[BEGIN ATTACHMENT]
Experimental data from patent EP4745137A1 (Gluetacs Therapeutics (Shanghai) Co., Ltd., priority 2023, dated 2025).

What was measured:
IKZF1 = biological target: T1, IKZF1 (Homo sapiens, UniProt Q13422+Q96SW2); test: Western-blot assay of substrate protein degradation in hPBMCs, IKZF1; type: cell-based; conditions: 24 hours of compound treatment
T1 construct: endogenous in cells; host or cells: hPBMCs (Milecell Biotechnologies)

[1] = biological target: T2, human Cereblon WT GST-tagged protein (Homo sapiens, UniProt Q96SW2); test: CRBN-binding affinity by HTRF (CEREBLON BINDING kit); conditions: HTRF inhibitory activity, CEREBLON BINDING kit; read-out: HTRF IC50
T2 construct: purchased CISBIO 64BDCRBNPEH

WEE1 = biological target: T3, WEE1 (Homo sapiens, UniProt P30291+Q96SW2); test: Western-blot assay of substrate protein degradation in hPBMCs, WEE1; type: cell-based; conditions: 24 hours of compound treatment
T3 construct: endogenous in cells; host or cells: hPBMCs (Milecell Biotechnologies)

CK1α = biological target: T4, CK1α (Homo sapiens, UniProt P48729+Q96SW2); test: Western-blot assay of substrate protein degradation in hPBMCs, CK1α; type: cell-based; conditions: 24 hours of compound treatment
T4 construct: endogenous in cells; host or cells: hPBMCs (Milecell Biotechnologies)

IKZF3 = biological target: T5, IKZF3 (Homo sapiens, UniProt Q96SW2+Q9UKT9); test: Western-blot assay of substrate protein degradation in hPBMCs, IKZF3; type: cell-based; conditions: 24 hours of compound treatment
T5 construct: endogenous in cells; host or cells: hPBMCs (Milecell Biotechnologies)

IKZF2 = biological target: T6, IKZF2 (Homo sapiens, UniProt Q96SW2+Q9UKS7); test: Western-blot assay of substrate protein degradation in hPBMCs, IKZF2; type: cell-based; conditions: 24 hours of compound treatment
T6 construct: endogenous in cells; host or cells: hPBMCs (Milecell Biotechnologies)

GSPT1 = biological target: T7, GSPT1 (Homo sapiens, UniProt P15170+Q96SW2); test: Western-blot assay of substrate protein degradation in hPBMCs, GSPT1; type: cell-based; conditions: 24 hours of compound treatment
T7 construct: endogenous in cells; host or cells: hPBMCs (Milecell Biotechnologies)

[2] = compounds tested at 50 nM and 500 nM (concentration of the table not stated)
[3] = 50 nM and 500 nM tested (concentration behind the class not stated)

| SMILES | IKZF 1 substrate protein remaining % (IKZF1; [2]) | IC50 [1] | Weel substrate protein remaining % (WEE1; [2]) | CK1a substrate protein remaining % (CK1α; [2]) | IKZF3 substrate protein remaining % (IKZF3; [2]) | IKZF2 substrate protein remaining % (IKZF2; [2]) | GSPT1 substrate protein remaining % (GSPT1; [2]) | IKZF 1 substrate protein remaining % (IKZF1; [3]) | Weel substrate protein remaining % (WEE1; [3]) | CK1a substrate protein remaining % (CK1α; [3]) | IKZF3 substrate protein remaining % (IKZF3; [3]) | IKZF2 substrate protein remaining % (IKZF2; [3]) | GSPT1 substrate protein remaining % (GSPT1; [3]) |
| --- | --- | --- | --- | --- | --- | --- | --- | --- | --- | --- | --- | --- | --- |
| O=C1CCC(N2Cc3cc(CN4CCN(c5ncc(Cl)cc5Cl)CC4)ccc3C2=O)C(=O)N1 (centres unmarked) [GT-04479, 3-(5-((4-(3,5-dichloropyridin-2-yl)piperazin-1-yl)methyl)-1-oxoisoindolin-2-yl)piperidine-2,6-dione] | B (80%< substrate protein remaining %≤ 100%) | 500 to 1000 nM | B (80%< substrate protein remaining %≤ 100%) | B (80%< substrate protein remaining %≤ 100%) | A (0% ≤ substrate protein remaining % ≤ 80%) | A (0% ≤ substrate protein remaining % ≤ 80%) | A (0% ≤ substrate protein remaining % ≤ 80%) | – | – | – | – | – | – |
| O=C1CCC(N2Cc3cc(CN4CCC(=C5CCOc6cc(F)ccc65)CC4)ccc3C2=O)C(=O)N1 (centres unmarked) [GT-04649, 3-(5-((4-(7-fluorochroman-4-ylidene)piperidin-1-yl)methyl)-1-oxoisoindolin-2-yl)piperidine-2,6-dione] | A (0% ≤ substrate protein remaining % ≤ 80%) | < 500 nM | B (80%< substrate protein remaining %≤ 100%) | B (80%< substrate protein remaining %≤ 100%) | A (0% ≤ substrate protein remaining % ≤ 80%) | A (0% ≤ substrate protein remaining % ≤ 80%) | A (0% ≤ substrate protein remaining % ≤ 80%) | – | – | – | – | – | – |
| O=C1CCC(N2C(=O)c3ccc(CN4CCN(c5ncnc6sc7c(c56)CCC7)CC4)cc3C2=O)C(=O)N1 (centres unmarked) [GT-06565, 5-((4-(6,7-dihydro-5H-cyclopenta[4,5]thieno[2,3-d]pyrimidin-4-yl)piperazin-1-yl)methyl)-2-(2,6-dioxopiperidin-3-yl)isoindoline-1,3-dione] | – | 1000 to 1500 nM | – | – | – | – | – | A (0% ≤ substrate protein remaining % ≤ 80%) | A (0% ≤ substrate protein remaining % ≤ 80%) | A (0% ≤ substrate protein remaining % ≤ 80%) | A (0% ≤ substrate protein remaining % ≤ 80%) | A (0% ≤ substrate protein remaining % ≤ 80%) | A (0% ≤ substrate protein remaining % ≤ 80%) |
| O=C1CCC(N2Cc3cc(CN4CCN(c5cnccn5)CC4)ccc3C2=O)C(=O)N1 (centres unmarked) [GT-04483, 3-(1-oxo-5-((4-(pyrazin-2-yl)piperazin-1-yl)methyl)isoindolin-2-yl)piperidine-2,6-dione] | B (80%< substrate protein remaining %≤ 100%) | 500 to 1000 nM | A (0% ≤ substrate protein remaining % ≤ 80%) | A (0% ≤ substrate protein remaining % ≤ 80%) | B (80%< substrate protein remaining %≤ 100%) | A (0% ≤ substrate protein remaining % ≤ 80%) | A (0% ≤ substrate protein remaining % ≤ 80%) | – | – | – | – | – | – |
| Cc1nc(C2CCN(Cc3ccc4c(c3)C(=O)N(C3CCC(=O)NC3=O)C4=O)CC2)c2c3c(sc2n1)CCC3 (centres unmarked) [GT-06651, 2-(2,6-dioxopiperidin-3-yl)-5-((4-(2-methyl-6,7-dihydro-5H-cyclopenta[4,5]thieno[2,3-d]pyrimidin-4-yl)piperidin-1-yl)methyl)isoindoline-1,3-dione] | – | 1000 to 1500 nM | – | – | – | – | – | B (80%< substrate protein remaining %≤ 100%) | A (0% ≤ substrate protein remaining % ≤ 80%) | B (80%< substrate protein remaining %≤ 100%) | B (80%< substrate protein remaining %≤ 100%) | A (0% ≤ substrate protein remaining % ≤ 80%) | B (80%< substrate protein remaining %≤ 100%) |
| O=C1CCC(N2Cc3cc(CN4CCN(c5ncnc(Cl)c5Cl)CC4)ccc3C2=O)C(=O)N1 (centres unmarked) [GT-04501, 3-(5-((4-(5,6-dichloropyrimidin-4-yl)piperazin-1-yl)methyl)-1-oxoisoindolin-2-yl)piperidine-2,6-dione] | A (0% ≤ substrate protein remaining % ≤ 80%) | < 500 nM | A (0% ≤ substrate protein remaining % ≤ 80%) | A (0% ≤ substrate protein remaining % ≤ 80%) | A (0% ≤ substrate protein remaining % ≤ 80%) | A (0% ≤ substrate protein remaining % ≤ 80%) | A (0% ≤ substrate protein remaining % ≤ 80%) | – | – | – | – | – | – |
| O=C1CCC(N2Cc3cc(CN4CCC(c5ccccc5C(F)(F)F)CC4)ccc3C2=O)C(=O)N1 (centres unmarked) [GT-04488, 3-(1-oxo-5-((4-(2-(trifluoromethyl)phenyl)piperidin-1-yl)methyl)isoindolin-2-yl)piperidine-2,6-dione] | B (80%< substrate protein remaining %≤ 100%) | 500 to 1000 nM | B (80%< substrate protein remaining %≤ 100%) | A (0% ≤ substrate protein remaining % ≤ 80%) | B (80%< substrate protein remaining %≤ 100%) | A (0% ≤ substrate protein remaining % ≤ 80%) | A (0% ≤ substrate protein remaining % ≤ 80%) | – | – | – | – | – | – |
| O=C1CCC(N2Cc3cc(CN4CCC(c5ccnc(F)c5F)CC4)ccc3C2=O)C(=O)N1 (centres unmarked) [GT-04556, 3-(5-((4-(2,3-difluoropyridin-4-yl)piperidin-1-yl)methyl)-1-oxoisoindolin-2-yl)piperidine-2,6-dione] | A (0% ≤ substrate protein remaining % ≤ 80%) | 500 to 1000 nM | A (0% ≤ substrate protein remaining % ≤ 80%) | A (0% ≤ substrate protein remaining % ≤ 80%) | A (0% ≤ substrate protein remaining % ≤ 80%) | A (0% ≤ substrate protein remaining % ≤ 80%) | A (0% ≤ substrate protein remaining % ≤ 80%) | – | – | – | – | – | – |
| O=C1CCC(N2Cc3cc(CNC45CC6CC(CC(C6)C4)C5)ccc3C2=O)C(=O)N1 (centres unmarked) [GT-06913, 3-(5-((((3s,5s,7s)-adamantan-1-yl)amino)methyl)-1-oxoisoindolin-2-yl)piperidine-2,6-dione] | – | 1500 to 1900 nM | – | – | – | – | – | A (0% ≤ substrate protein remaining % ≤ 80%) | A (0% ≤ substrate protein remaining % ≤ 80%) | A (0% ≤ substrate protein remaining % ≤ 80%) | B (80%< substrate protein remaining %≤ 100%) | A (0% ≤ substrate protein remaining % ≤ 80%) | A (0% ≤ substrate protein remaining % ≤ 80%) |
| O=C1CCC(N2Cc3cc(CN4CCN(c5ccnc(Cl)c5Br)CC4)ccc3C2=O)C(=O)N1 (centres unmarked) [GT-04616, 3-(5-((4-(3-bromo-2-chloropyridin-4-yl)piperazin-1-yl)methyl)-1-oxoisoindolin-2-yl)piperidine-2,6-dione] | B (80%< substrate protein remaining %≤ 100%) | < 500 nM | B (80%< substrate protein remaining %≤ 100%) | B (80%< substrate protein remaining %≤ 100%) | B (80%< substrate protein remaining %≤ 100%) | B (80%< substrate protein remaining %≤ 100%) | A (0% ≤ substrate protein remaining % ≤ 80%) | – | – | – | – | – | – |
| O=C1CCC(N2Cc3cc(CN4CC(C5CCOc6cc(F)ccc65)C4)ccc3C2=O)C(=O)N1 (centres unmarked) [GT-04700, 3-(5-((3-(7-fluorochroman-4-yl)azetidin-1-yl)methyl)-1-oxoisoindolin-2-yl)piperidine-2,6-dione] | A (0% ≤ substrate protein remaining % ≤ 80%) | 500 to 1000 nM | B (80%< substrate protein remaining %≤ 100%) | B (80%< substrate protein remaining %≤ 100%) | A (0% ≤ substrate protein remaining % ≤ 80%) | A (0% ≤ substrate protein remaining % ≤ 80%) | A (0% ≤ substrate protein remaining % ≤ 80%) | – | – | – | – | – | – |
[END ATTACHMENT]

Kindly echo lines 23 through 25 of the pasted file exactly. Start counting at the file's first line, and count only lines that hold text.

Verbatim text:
| O=C1CCC(N2C(=O)c3ccc(CN4CCN(c5ncnc6sc7c(c56)CCC7)CC4)cc3C2=O)C(=O)N1 (centres unmarked) [GT-06565, 5-((4-(6,7-dihydro-5H-cyclopenta[4,5]thieno[2,3-d]pyrimidin-4-yl)piperazin-1-yl)methyl)-2-(2,6-dioxopiperidin-3-yl)isoindoline-1,3-dione] | – | 1000 to 1500 nM | – | – | – | – | – | A (0% ≤ substrate protein remaining % ≤ 80%) | A (0% ≤ substrate protein remaining % ≤ 80%) | A (0% ≤ substrate protein remaining % ≤ 80%) | A (0% ≤ substrate protein remaining % ≤ 80%) | A (0% ≤ substrate protein remaining % ≤ 80%) | A (0% ≤ substrate protein remaining % ≤ 80%) |
| O=C1CCC(N2Cc3cc(CN4CCN(c5cnccn5)CC4)ccc3C2=O)C(=O)N1 (centres unmarked) [GT-04483, 3-(1-oxo-5-((4-(pyrazin-2-yl)piperazin-1-yl)methyl)isoindolin-2-yl)piperidine-2,6-dione] | B (80%< substrate protein remaining %≤ 100%) | 500 to 1000 nM | A (0% ≤ substrate protein remaining % ≤ 80%) | A (0% ≤ substrate protein remaining % ≤ 80%) | B (80%< substrate protein remaining %≤ 100%) | A (0% ≤ substrate protein remaining % ≤ 80%) | A (0% ≤ substrate protein remaining % ≤ 80%) | – | – | – | – | – | – |
| Cc1nc(C2CCN(Cc3ccc4c(c3)C(=O)N(C3CCC(=O)NC3=O)C4=O)CC2)c2c3c(sc2n1)CCC3 (centres unmarked) [GT-06651, 2-(2,6-dioxopiperidin-3-yl)-5-((4-(2-methyl-6,7-dihydro-5H-cyclopenta[4,5]thieno[2,3-d]pyrimidin-4-yl)piperidin-1-yl)methyl)isoindoline-1,3-dione] | – | 1000 to 1500 nM | – | – | – | – | – | B (80%< substrate protein remaining %≤ 100%) | A (0% ≤ substrate protein remaining % ≤ 80%) | B (80%< substrate protein remaining %≤ 100%) | B (80%< substrate protein remaining %≤ 100%) | A (0% ≤ substrate protein remaining % ≤ 80%) | B (80%< substrate protein remaining %≤ 100%) |